Dig Data Security vs CSPM Vendors: 6 Key Differences

Sharon FarberSharon Farber
Dig Data Security vs CSPM Vendors: 6 Key Differences

Closing the gap on cloud data security is a top priority for today’s enterprises. To answer this need, data security posture management (DSPM) has emerged as one of the most in-demand categories in cybersecurity. In addition to the startups operating in this space, several established CSPM vendors have rushed data discovery and classification features to market in 2023.

These solutions are better than nothing, but they are unlikely to meet the full requirements of a data security team – which can result in an unacceptably high risk profile for sensitive data, which is often an organization’s most prized asset (and primary target for attacks). 

Before deciding on a data security tool, ask yourself these six questions:

1. Who is it built for?

CSPM is built for DevSecOps. Dig is built for data security and compliance teams. This manifests in product functionality, the ‘language’ the product speaks, and the companies’ areas of expertise when it comes to threat modeling and ongoing support.

Why you should care

Dig surfaces the specific, context-enriched insights that data security teams need to prevent data leaks and compliance violations; whereas CSPM platforms send hundreds of different alerts for resource misconfigurations. These could be of interest to DevOps and DevSecOps teams; but for data security, it’s notification noise that can obscure critical incidents. 

2. What is the product built to solve?

CSPM starts with the vulnerability. Dig’s DSPM starts with the data. CSPM tools monitor cloud infrastructure and resources, and only consider the data in that context. Dig finds the sensitive data in any cloud asset, and identifies risks that go beyond misconfigurations.

Why you should care

  • Enterprise data is not yet-another cloud resource. It has unique access, storage, and movement patterns. 
  • Dig takes data context, lineage, and flow into account, and provides faster insight into incidents that pose a security or compliance risk – such as PII copied between production and development environments.

3. Do you need a feature or a platform?

CSPM tools treat data security as a feature. Dig offers a complete platform. CSPM developers cannot give the same level of attention to data security, simply because it is one of dozens of features their products aim to provide. Dig’s R&D is focused entirely on improving customers’ data security.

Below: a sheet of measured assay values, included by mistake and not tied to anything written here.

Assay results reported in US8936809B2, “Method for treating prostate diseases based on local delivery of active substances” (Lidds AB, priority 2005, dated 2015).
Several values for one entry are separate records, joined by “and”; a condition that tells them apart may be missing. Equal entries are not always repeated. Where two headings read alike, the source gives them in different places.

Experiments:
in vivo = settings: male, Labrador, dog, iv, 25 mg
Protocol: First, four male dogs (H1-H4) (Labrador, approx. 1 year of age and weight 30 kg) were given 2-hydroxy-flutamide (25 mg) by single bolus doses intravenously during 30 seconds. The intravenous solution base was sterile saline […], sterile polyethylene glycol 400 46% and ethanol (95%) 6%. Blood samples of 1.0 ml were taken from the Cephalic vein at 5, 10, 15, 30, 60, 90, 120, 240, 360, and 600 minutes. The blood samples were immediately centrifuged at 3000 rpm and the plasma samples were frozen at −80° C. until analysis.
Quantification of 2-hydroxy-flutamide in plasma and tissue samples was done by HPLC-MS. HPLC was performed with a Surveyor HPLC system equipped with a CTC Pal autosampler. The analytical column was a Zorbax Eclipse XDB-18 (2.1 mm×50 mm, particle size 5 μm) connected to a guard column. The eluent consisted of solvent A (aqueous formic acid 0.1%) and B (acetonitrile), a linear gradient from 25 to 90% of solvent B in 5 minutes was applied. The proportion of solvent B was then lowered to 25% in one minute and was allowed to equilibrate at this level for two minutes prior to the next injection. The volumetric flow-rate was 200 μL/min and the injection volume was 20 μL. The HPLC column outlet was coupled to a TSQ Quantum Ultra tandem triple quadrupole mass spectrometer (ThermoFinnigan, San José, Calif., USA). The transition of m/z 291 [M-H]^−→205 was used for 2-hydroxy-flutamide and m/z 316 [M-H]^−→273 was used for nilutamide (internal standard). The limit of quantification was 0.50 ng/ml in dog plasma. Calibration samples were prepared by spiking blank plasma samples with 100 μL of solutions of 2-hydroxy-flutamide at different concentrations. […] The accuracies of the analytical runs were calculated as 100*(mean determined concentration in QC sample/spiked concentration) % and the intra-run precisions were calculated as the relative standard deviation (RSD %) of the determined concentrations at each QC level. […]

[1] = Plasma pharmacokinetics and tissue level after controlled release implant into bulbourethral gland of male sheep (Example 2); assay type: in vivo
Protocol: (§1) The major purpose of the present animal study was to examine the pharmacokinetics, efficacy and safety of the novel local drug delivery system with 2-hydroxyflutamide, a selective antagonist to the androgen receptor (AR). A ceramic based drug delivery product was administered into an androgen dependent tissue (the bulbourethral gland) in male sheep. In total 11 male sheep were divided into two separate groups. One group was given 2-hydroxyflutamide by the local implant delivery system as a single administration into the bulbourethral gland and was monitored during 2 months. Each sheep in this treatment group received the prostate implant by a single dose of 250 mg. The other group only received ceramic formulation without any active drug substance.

Why you should care: CSPM solutions are often ‘close enough’ when it comes to data security features, but that’s not always good enough for data-intensive organizations:

  • CSPM tools focus on risk patterns but lack important data context is key to understanding which risks to prioritize - e.g., there is a difference between employee and customer records.
  • Limited classifiers: Popular CSPM tools offer only a few dozen classifiers out of the box, while Dig offers >150.
  • Limited scope: CSPM tools are focused on publicly accessible data. Dig covers data risk analysis, data flow monitoring, privacy and compliance, and data detection and response.

4. Where is your data stored?

CSPM tools cover public clouds; Dig covers everywhere your data is stored including CSPs, SaaS and DBaaS: While popular CSPM tools only cover cloud storage (S3, Blob, etc.), Dig covers DBaaS such as Snowflake, and SaaS applications such as Office 365 or Salesforce.

Why you should care: Today’s enterprises store data in more than just buckets and hosted databases. Managed services are playing an increasing role in the modern data stack, and your security tooling should keep pace.

5. What’s an acceptable MTTD for data incidents?

Dig is the only cloud security tool that provides cloud DLP capabilities including real-time data detection and response. Dig can detect an incident such as a mass download of a PII-containing database within minutes; other tools would rely on daily or hourly scans.

Why you should care: Every minute matters during an exfiltration event. Early detection helps remediate incidents earlier, limit their damage, and effectively investigate the vulnerabilities that cause them.

6. Will data leave your cloud account?

Some CSPM tools send data to the vendor’s cloud for scanning or classification purposes. Dig operates entirely in your account. Dig deploys its Orchestrator in your environment; only metadata and alerts are sent to the Dig SaaS portal.

Why you should care: Even if you trust your vendors completely, sensitive data leaving your environment is another security and compliance headache that you need to deal with.

And there’s so much more that Dig can do…


CSPM tools

Dig Security


Cloud infrastructure, CISO

Data security, CISO


File storage in public clouds

Public clouds (including database, storage, and analytics), DBaaS (Snowflake, Databricks), SaaS (Office 365, Salesforce)

Data classification

Limited number of classifiers; no context into how the data was generated 

150+ classifiers to contextualize all data + PDFs and images (via OCR)

Data flows

Does not monitor sensitive data movement (such as customer data shared with a vendor)

Understands data flows, alerts for compliance and security breaches

Shadow data discovery

No ability to detect unmanaged shadow data such as database dumps, backups, and exports

Discovers, classifies and identifies snapshots and backups in any cloud data store (including VMs)

Time to detect

Identifies infrastructure vulnerabilities and periodically checks for sensitive data

DDR that monitors all suspicious interactions with sensitive data in real time

Still not sure if Dig Security can help you? Get in touch for a free risk assessment to find out whether your data is secure and compliant, and learn how Dig could help you prioritize and remediate your most important data risks.


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